After what seems like an eternity, Google has opened up its Google Voice product to everyone (in the United States at least), but was it really worth the wait?
Google Voice began life as a startup named GrandCentral. Launched in 2005, the service was a way to unify all of your telephone communications, and caught the attention of the omnipresent Google. The search giant came along and purchased the company on July 2nd, 2007 for $95 million. They continued to operate the service under the original name until it morphed into Google Voice on March 11th, 2009.
For the past 15 months the service has been in invitation-only Beta mode, but it grew in popularity in spite of this fact. Even with its supposed limited amount of adoption, when Google tried to launch an app for service on the iPhone, it got out, but was quickly removed, leading to the government investing Google, Apple and AT&T to see what exactly happened. The company eventually came back with a Web interface that allowed you to still use the service on the popular phone, albeit via the browser.
Now, Google has finally opened the service up to everyone in the United States. You receive an inbox that looks a lot like Gmail, and you can sort voice mails, forward them, read transcriptions of them, record your calls, choose to block certain callers and a whole lot more. Once you’ve chosen your Google Voice number and give it out to people, you get a whole world of controls that just haven’t been possible for most people. I’ve been using the service since early 2008, and I absolutely love the unified calling the Voice number gives me, allowing that number to ring my house, office and cell phone all at the same time so no one has to guess where I am.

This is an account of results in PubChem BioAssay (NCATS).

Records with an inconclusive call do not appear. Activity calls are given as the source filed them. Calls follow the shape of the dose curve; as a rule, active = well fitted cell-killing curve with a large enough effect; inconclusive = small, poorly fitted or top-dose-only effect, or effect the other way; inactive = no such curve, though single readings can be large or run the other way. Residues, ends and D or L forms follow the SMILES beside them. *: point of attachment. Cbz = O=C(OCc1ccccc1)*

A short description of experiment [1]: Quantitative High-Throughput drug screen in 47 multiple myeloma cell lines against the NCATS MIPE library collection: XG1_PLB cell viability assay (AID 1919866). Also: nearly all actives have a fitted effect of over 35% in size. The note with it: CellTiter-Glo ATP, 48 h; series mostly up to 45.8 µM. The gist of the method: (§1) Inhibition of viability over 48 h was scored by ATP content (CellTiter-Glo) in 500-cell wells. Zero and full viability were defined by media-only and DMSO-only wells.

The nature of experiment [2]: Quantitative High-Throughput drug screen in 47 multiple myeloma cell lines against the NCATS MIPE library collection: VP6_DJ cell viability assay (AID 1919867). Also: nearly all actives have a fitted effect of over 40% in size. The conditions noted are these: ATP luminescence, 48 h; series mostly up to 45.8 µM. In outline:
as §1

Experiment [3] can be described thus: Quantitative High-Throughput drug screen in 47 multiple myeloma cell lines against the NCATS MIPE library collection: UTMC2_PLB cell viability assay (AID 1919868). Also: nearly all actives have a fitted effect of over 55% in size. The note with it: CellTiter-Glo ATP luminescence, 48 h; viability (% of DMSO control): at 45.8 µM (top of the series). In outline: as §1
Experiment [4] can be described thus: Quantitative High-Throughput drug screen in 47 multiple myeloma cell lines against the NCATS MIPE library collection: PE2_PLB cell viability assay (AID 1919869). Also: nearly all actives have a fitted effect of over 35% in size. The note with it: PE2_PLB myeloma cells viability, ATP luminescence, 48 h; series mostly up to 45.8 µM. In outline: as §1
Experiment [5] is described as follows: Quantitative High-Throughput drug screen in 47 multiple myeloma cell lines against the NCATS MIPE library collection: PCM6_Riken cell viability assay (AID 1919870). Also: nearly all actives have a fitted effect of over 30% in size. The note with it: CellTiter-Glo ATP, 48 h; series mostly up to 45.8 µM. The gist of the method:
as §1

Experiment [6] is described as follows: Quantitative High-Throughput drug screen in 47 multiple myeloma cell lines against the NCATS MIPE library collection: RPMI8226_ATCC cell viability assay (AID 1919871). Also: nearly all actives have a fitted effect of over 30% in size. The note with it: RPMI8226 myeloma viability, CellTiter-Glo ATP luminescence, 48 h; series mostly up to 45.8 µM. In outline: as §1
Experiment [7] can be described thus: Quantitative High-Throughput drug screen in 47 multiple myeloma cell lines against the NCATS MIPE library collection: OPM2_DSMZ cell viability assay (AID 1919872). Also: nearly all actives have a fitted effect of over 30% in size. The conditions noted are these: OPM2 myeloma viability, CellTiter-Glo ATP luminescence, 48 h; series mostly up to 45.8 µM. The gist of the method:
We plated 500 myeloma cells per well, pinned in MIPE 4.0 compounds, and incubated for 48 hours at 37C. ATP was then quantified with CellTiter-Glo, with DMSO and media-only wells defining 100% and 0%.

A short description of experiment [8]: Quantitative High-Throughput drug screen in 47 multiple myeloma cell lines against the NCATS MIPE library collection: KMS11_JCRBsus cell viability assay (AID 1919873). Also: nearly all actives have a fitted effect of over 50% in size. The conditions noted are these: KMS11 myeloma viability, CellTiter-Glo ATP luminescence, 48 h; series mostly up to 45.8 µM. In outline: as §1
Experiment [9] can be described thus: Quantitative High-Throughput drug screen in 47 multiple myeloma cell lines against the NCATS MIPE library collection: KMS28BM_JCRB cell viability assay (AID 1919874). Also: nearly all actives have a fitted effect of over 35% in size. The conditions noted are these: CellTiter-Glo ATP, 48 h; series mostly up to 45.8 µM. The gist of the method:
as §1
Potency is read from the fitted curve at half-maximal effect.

The only real let down for me with the service has been the inability to port existing numbers. I have had a heck of a time getting people to use the number, and they instead go around calling all my old numbers still. I picked a number very close to my house number, and I still can’t get people to switch over. No matter, though, I still love it for when people choose to use it.
Although there had been some talk of eventual charges for services such as being able to record calls, I have heard no mention of that in some time now. There has also been talk here and there of advertisements running during the time it takes someone to pick up the phone, or while on hold, there has also been no mention of that in some time now.
Personally, I love the service, and I recommend everyone at least try it out.
What say you? Have you tried Google Voice yet? What did you think of it?